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A better idea for the defense budget

A better idea for the defense budget
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While the administration and Congress work toward a budget deal that will set spending limits for federal government agencies, it is critical to see how the funding over such limits is used and overseen. The Defense Department overseas contingency operations budget is a relevant case. Because it provides funding that is not counted against budget caps on the regular defense budget, it has been described as a “slush fund,” the term defined as “a reserve of money used for illicit purposes.”

Such a reference is misleading and damaging, even if those who refer to the overseas contingency budget as a slush fund are more likely to voice displeasure with its size or what it includes, rather than to indicate actual illicit purposes. For recent budget deals, Congress placed separate caps on this contingency budget that is also subject to the very same reviews and oversight with the White House and Congress as the regular defense budget. It is subject to even more oversight in certain cases.

Supplemental funding proposals used to be submitted as needed. But the 2010 budget marked the first time an administration sent its supplemental funding proposals for overseas contingency operations at the exact same time as the defense base budget. This meant that those budget estimates for wartime costs had to be developed for more than a year in advance of actual needs. So to achieve that goal, the best available force projections and historical data were used for the supplemental estimates.

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While this allowed for reviews of the defense budget as a whole, it tended to give a false notion that wartime costs were stable when they often were not. During preparation of the 2012 budget, the administration had issued guidelines to use when seeking overseas contingency operations funding. The directions included criteria for seeking funding by geographic region and for munitions, equipment, military construction, ground replacement, aircraft replacement, and critical research and development.

While efforts were made to adhere to and enforce these criteria, once the Budget Control Act took effect with several immediate defense spending cuts, both the administration and Congress lost interest in following such restrictions. Instead, attention turned to tracking such contingency costs. Since this budget could be used in the wide range of items, the Pentagon focused on more clarity to discuss what costs must be in the base budget and what costs support the overseas contingency operations.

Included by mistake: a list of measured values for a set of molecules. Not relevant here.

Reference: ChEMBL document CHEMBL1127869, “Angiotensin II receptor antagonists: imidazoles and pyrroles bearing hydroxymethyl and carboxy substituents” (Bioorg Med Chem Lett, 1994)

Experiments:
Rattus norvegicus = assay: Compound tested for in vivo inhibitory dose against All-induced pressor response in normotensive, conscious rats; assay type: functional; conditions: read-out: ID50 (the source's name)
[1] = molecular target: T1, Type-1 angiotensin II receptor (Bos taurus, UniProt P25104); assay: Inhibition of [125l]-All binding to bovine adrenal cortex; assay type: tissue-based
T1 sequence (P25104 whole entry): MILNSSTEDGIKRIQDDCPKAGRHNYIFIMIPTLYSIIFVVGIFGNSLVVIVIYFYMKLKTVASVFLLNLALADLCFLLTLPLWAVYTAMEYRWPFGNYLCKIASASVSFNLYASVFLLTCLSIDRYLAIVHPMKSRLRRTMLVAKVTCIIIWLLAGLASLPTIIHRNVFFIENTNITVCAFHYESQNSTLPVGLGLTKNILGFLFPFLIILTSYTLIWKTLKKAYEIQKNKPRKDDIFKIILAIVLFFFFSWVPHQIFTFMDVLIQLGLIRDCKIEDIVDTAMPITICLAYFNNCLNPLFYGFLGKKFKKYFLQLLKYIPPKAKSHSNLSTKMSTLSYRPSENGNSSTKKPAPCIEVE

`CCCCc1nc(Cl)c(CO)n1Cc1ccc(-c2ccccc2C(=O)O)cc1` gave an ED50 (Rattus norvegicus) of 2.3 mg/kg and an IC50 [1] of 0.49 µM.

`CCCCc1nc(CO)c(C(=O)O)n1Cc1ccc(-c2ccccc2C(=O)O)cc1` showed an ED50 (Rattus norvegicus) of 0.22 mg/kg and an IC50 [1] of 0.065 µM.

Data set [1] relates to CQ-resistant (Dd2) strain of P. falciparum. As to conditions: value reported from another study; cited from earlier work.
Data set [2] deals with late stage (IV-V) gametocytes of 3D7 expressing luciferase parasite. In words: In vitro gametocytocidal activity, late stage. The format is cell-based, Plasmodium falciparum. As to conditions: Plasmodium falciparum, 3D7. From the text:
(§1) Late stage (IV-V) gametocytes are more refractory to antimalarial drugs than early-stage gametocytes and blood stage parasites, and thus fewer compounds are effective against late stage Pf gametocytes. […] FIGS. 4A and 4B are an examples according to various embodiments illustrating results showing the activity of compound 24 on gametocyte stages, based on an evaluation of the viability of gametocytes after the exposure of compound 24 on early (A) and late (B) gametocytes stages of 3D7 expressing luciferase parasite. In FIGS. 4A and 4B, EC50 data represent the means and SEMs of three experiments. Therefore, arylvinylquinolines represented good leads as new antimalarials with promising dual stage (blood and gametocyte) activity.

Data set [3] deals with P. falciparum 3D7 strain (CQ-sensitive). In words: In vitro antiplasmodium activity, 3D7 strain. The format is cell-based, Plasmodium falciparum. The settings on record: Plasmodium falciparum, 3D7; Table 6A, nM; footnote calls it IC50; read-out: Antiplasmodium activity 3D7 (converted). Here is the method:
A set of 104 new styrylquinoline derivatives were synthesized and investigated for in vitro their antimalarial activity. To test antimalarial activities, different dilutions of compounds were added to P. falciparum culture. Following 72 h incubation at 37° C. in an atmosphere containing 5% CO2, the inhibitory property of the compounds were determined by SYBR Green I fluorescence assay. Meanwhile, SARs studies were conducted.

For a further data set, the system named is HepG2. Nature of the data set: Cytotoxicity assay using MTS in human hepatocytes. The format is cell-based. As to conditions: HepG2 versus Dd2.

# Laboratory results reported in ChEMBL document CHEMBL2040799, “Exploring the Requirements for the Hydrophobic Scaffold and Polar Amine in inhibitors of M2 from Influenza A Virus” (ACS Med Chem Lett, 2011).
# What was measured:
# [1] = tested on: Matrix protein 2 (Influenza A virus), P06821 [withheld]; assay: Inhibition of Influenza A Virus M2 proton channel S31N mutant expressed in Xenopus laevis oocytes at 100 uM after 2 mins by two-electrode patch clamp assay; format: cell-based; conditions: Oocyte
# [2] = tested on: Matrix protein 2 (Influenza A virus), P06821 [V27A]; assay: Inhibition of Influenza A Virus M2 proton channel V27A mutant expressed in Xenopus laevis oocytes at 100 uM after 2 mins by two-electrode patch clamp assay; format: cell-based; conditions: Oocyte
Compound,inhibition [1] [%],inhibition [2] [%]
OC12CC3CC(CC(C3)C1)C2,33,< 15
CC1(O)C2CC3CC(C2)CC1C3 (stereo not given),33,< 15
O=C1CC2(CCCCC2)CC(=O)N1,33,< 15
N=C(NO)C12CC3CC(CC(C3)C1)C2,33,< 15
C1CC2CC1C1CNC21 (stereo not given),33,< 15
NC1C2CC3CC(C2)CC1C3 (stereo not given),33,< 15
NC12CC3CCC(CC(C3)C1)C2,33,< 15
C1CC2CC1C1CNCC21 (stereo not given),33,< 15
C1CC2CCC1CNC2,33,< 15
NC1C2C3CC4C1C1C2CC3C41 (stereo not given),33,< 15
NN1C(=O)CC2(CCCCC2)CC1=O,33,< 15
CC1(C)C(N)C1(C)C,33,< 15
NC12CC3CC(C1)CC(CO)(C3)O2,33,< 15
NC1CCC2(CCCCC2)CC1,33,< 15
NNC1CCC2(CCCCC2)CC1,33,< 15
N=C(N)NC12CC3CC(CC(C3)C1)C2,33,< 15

Consistent with the Bipartisan Budget Act, which limits the contingency costs to less than $70 billion for this fiscal year, the Defense Department sent its proposal for the operations in three categories. The first includes wartime needs in combat or support activities not likely to continue after contingency operations are over. The second includes support activities likely to continue after combat operations. The third includes base needs that are financed by contingency funding in the budget deal.

This contingency budget has been used for both the administration and Congress as a way to finance needs in the defense base budget, but the political decisions should not translate into lenient budget development and justification or lack of critical transparency and oversight.

In addition to notifying Congress when base funding gets moved between accounts, the Pentagon must also submit a proposal before spending any money meant for some of those larger special sections in the contingency budget. The proposal must be coordinated with the State Department and White House before a legislative review. There is nothing illicit around this. Overseas contingency operations costs that are not for wartime activities are in the base budget, and the Pentagon provides visibility into spending within all three current categories of the contingency budget.

So rather than using inaccurate terms such as “slush fund” to describe the way the administration and Congress have decided to finance our defense needs, both branches need to reach a deal that increases the base budget to provide sufficient funding for these needs, and uses these contingency dollars only for the wartime costs that are not likely to remain.

Elaine McCusker is a resident fellow at the American Enterprise Institute who served as an acting under secretary for the Department of Defense.